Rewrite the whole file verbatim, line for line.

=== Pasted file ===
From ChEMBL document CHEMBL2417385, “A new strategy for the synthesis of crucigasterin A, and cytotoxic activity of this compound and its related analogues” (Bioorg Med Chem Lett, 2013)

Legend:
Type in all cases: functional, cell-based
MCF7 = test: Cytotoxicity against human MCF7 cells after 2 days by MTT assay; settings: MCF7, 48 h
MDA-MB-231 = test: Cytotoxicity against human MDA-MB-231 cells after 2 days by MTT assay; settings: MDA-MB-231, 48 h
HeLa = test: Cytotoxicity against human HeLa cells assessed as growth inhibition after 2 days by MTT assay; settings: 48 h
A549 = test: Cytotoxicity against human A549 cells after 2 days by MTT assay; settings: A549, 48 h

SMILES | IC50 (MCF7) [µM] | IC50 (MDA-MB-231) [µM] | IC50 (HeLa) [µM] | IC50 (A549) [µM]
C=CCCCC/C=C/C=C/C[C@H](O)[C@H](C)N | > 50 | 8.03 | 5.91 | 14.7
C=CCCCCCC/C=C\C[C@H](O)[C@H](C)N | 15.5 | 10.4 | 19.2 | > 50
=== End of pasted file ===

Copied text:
From ChEMBL document CHEMBL2417385, “A new strategy for the synthesis of crucigasterin A, and cytotoxic activity of this compound and its related analogues” (Bioorg Med Chem Lett, 2013)

Legend:
Type in all cases: functional, cell-based
MCF7 = test: Cytotoxicity against human MCF7 cells after 2 days by MTT assay; settings: MCF7, 48 h
MDA-MB-231 = test: Cytotoxicity against human MDA-MB-231 cells after 2 days by MTT assay; settings: MDA-MB-231, 48 h
HeLa = test: Cytotoxicity against human HeLa cells assessed as growth inhibition after 2 days by MTT assay; settings: 48 h
A549 = test: Cytotoxicity against human A549 cells after 2 days by MTT assay; settings: A549, 48 h

SMILES | IC50 (MCF7) [µM] | IC50 (MDA-MB-231) [µM] | IC50 (HeLa) [µM] | IC50 (A549) [µM]
C=CCCCC/C=C/C=C/C[C@H](O)[C@H](C)N | > 50 | 8.03 | 5.91 | 14.7
C=CCCCCCC/C=C\C[C@H](O)[C@H](C)N | 15.5 | 10.4 | 19.2 | > 50